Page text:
Or………..The huge support of the vet team bring
I’m not normally a fan of tabloid headlines but this one couldn’t be missed.
No, obviously Rob and I didn’t fight at McCabe. It would probably have been a bit one sided if we had.
The two brothers in question in this instance were Psycho and Loonie. I wanted to use this incident though as an illustration of the way the vets on a race like The Yukon Quest are there to support and advise the musher and very much work with them to ensure the safety and good health of each and every dog team.
McCabe Creek dog drop is a wonderful place. It’s not a checkpoint but it is a resting place for mushers half way between Carmacks and Pelly. In addition to warmth and somewhere to rest it has great food, homemade soup and cinnamon buns and great coffee. We spend a warm afternoon there in 2016 but in 2017 as we walked the mile and half or so from the highway to the cabin it was -37c and distinctively cool.
Rob came in to the dog drop with 14 very happy bouncy looking dogs and the sense of euphoria that I had experienced there a little under a year earlier was there again. This was a great run and everything was looking good. He started to bed the dogs down and feed and we returned to the warmth of the cabin, but as we did there was a huge sound of barking and yelping. We returned to the dog yard to catch the end of an incident between Psycho and Loonie with Rob holding on to one and Gaetan Pierard, camped next to him, holding the other.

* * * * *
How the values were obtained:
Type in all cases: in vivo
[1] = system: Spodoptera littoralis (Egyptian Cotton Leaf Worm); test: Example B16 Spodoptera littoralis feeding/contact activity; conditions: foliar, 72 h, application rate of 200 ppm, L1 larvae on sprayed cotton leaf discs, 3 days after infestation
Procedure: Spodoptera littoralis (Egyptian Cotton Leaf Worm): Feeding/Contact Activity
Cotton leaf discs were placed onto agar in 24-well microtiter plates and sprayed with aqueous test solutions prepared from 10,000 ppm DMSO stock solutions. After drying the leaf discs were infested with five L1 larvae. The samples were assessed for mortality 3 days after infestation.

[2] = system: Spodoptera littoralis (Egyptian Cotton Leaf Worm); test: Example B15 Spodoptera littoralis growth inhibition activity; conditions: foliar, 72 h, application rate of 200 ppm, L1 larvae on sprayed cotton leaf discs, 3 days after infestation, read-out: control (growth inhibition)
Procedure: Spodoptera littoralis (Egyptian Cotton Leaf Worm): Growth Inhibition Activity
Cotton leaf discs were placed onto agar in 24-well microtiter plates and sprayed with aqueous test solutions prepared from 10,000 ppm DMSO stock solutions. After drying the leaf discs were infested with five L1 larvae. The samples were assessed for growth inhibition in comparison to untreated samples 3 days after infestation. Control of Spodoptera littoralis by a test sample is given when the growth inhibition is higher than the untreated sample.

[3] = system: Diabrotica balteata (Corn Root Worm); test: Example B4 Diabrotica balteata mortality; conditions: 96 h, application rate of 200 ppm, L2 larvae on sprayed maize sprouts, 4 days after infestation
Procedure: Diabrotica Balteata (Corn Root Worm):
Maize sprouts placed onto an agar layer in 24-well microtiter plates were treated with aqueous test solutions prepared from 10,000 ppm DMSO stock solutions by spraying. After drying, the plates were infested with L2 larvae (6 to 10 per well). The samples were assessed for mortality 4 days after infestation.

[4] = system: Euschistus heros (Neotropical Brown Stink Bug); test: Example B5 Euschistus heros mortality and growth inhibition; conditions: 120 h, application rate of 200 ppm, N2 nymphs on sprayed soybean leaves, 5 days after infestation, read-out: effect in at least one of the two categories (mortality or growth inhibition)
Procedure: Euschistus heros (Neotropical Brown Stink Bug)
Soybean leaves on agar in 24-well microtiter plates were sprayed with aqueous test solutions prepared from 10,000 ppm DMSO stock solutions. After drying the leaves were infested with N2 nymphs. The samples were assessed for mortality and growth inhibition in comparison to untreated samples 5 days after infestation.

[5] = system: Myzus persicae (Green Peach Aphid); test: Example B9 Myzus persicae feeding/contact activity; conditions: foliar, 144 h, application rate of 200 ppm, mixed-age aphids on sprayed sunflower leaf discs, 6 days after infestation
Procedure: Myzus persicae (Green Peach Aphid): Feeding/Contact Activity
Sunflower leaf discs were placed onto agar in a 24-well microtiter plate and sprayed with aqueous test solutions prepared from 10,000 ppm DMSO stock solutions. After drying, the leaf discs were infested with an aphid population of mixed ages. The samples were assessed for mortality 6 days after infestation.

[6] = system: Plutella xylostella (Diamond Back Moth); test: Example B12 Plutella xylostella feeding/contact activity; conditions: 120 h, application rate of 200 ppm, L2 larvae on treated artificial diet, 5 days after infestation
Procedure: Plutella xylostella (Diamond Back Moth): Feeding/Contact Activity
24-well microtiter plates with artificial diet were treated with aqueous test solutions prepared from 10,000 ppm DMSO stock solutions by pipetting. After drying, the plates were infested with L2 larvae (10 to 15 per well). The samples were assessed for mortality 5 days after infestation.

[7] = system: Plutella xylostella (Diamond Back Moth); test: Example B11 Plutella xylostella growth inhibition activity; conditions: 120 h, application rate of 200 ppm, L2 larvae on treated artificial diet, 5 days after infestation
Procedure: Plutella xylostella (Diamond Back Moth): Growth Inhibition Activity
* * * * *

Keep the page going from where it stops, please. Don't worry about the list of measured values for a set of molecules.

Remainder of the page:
Psycho was limping and was taken to the vets in the cabin for assessment. He had a small puncture in his lower leg but nothing too serious. Vet Alan’s first assessment was that Psycho’s race was run. Rob was less sure. Psycho went back with the team, away from his brother, and it was agreed to see how he felt after he had had the chance to rest. Loonie meanwhile was not unscathed either. He had a minor cut which the vets treated by applying a single staple. Again he returned to the team to rest.
There was just a short period when my sense of euphoria dulled a little. Losing Psycho at Mile 101 in 2016 had been a huge setback for Rob and losing him not much further into the race in 2017 would also have been a major blow.
We rested at McCabe. We drank coffee and ate cinnamon buns. Eventually the time came to move on. Now for the tough conversation. Psycho went back on to a lead and was taken over to Alan to reassess. He frowned as Rob walked him up and down. Rob was confident that the injury wasn’t bothering him and that he could go on. After ten minutes discussion it was agreed that he would continue the relatively short distance to Pelly Crossing and be reassessed there.
In Pelly Rob reported that he had had no adverse reaction and had run well. He and Loonie would continue to Dawson. At Dawson Vet John examined both Psycho and Loonie. Psycho’s injury had healed so well that the puncture was no longer visible. Loonie had also healed so well that the staple was removed.
And the moral of this story? The vets are there to look after the health and safety of the dogs. This is an example of how they can help the musher to get his team down the trail in peak condition. They advise where they think that a dog isn’t well enough to continue but they will also work with the musher’s knowledge of his dogs and his team where appropriate to make sure dogs aren’t dropped unnecessarily or in different circumstances they are the musher’s conscience, helping him to make the difficult decisions.